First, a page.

With modern science churning out inventions so quickly that our phones are obsolete 48 hours after we buy them, we tend to assume that pretty much every awesome thing in our lives is a relatively recent innovation. And as we've reported before, that impression often lands ridiculously far from the truth. Many of the technologies we automatically peg as modern are actually way, way older than we think.
5The Fax Machine Was Invented Before the Civil War
Unless you're super old school or you live in Japan, you probably know the fax machine mainly as that mysterious thing gathering dust at the corner of your office. But some of us do remember a time when these machines seemed like magical saviors that prevented us from having to wait a week for documents to get delivered (or lost) by the postal service. It wasn't that many years ago -- that is, before email was a thing -- that the fax was the cutting-edge king of the information superhighway.
Rickrolling was a downright hassle back then.
Actually Invented In ...
1843. This means that faxes, which use phone lines to transmit data, actually predate telephones (the first phone was patented in 1876). Imagine how loud you'd have screamed "Bullshit!" if during the movie Lincoln one of the characters had gotten up to send a fax.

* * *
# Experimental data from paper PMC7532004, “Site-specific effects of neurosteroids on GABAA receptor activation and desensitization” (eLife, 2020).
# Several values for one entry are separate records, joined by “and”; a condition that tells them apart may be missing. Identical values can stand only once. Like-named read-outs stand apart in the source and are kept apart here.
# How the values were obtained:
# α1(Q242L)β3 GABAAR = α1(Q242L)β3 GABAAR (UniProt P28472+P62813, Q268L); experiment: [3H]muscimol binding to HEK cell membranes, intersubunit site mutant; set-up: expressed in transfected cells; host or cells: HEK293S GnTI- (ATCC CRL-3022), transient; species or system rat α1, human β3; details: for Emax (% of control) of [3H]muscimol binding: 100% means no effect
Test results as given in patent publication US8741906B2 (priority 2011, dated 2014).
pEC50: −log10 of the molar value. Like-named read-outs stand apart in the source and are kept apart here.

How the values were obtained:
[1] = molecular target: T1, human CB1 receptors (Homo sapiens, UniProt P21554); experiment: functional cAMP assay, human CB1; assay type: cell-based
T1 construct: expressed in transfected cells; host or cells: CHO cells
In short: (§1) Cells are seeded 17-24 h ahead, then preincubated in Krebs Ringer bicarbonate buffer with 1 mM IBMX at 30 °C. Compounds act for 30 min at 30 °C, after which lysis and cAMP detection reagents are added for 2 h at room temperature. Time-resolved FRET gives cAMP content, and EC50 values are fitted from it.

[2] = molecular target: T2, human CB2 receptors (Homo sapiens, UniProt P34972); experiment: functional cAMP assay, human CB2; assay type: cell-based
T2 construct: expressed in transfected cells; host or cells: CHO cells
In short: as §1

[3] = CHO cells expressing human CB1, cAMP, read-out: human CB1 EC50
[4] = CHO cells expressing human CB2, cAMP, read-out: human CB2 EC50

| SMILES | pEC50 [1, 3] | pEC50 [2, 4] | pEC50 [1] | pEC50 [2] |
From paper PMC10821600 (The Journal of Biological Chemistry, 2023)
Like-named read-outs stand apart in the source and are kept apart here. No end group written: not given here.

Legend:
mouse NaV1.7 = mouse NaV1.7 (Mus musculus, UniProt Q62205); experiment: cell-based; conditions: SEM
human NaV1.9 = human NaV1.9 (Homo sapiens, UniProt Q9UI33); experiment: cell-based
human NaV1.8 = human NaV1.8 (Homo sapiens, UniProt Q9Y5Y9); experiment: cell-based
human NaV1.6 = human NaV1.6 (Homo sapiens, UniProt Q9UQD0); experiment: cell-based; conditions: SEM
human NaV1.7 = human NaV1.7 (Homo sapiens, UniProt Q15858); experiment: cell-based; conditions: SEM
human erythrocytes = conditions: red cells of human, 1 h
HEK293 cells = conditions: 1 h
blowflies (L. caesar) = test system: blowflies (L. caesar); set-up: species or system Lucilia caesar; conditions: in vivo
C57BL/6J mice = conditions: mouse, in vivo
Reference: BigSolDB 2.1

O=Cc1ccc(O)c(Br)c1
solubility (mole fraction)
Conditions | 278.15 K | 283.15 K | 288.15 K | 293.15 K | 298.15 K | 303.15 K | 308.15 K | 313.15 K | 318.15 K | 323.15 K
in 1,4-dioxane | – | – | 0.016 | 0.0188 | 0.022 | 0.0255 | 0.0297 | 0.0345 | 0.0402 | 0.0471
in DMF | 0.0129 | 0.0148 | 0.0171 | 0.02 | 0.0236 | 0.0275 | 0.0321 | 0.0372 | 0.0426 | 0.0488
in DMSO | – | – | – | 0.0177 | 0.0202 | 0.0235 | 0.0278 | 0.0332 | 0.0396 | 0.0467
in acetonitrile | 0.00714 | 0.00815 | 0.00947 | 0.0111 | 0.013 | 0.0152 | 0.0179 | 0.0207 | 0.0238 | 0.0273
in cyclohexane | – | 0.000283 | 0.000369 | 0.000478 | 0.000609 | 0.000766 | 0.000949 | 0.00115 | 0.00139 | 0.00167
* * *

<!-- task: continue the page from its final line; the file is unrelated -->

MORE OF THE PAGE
" ... it's a warning about some sort of play. Probably best to just ignore it."
But it's true -- the Civil War was still a full two decades away and the Oregon Trail was experiencing the height of its dysentery-ridden rush hour when the fax machine was built by Scottish inventor Alexander Bain. He had just patented the first electric clock, and apart from being a pioneer of electricity, Bain enjoyed dabbling in communication technology: He contributed to telegraph lines on the railway between Edinburgh and Glasgow and invented an electric timing system for railway engines while he was at it.
It was the 19th century. Inventing things and typhus were the only pastimes.
The electrical telegraph was an extremely new technology, but Bain was a natural. He figured that if telegraph transmission was good enough for transmitting the sound of Morse code, it should be good enough for pictures.
"Finally, the world will know what my junk looks like."
And before anyone could explain to him that sounds and pictures were two completely different things, he had already converted parts of his electrical clocks into an image scanner and rigged it to the telegraph system. Did it work? Did it ever! What's more, it looked like this:
Damn, this guy was into steampunk way before it was cool.
Various inventors tinkered with the design, and by 1899, newspaper offices were actually using them. Sure, it'd take 20 to 30 minutes to send a single photograph, but that's a hell of a lot faster than having a dude deliver that shit by horse.